Beyond A Pre-Planned Landscape
By George Graine, Fairfax Master Gardener
“In laying out a garden, the first and chief thing to be considered is the genius of the place.”
—Alexander Pope, letter to the Princess of Wales (1716)
If you had occasion to browse through the garden section of a bookstore, you may be surprised and perhaps inspired or, in worst case, confused because of the many landscape design books. The diversity of thought and approach to the how and why of landscape design can be overwhelming. Some of these books include serious admonitions such as sustainability, biodiversity and ecological principles. Say what! Others take a more direct and easy to understand approach, even as simple as a total pre-planned landscape. Some books on the shelf include those with long plant lists indicating sun or shade plants, easy care, pruning requirements, watering regimen, fertilizing and more. Or, as this article suggests, a less esoteric book makes good sense. “Heaven is a Garden: Designing Serene Outdoor Spaces for Inspiration and Reflection” by Jan Johnsen (St. Lynn’s Press, 2014) is a delightful treatise that may guarantee a feel-good way to your own personal landscape.
By what authority does one claim to have the best or ideal approach for a landscape? Of course, this is a foolish question. Is the candy store approach the way to go — a little of this and some of that? Good grief! A landscape designer would become apoplectic if you did not plant at least three or some other odd number of the same plant. How about a hodge-podge garden, or more gracefully put, a balanced plant collectors dream garden? Johnsen’s book is a good read and more importantly is extremely helpful if you are giving thought to planning a new garden or renovating one that already exists. She includes a fine mix for the written word together with color photos that enhance the points being introduced. It is really a design book for non-designers. Not to be esoteric (that word again), but her book places emphasis on the idea of creating your own personal space that is good for your own well-being.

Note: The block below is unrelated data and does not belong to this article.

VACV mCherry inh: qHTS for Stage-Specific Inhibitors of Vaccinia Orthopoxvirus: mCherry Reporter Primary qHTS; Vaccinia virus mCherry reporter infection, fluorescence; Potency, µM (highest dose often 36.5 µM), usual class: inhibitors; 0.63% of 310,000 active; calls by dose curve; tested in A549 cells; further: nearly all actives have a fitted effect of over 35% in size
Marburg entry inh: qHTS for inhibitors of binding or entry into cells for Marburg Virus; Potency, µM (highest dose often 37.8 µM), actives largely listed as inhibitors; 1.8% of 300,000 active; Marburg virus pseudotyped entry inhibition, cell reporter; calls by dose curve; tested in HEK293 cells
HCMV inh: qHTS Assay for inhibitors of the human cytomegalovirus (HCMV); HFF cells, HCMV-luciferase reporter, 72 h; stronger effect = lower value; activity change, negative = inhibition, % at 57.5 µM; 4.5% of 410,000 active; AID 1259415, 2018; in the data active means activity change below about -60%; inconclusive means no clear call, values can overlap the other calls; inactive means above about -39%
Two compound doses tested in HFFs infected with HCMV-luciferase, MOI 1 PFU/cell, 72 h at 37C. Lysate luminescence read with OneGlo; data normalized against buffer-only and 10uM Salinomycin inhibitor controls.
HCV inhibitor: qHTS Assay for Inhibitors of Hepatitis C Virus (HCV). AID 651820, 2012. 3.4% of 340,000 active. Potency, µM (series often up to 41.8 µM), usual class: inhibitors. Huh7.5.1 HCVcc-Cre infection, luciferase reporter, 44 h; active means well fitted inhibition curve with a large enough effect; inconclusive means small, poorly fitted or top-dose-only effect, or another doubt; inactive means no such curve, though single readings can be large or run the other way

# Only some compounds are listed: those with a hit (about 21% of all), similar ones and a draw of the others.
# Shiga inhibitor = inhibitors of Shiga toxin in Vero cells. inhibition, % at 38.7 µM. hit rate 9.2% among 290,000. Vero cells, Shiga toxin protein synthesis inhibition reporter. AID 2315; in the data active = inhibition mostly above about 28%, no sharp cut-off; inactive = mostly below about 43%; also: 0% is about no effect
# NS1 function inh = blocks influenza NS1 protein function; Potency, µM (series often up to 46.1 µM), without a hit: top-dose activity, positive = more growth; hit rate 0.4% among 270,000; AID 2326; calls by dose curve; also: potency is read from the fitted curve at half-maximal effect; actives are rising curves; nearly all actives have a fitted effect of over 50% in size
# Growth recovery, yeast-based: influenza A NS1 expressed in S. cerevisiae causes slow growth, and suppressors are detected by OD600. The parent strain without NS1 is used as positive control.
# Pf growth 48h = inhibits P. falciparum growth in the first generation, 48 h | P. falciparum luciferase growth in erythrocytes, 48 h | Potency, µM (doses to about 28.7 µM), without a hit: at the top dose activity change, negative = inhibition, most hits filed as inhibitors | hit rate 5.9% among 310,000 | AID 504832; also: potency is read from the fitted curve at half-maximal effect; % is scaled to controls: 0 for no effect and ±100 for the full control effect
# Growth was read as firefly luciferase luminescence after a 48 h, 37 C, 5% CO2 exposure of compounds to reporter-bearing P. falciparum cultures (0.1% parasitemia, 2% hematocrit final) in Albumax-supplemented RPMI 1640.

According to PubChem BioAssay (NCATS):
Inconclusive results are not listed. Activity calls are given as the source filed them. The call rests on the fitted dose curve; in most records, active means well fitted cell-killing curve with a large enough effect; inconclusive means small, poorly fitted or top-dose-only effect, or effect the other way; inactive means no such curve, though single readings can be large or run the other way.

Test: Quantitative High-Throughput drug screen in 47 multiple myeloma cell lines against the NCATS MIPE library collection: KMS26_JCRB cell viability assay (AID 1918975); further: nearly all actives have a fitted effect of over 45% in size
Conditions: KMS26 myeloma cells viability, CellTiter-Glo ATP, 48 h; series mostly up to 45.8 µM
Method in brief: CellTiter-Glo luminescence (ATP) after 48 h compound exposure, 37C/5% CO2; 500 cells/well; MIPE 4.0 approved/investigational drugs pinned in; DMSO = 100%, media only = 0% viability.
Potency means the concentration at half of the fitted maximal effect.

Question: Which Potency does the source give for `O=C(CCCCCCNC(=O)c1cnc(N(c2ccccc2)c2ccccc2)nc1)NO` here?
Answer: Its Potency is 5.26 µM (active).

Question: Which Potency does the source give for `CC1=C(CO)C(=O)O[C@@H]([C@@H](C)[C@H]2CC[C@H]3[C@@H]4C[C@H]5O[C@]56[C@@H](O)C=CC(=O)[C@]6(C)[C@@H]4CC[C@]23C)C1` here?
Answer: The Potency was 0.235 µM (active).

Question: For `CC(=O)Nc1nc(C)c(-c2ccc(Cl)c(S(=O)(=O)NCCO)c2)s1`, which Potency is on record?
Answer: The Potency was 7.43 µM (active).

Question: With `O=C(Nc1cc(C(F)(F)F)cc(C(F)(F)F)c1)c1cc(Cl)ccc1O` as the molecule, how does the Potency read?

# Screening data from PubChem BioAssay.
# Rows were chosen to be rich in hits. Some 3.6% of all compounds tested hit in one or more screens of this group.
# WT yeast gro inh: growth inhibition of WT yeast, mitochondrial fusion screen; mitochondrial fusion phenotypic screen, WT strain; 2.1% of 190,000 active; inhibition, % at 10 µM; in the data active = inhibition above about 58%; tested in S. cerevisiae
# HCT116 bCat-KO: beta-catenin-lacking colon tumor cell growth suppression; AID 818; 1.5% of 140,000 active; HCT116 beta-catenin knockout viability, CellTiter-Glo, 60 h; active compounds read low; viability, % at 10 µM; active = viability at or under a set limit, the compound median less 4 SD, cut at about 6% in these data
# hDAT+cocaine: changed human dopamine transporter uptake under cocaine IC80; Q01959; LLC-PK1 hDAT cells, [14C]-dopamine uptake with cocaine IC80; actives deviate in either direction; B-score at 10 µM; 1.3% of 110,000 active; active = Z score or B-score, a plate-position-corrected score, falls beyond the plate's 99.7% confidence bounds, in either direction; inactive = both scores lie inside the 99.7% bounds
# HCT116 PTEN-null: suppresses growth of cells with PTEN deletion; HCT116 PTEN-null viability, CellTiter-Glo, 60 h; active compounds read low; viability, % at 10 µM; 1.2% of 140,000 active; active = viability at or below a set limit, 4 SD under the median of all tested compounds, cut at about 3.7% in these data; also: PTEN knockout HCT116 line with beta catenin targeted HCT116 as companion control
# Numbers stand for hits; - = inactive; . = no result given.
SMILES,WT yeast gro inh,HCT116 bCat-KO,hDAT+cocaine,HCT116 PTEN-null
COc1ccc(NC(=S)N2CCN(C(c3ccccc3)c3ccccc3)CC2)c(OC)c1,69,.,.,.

Perhaps you may find it strange to suggest that it might be best to read the last chapter in the book first. The reason is that it will open vistas of learning why heaven is a garden. Then move to the first chapter and you will be even more inspired and able to reflect on the possibilities of a personal garden where you can relax. Throughout the book you will encounter a fascinating approach that is unlike other landscape design texts. Here you will note a blend of well researched modern and historic design practices, some that go back thousands of years. How interesting is that! The point is to have a landscape that feels balanced and harmonious to you. How you bring the concept to application is the message that leads to a word in the book subtitle — serene. Surely each of us can appreciate this kind of garden. This will show how a garden can be relaxing in such a way so that you can enjoy Mother Nature to the fullest.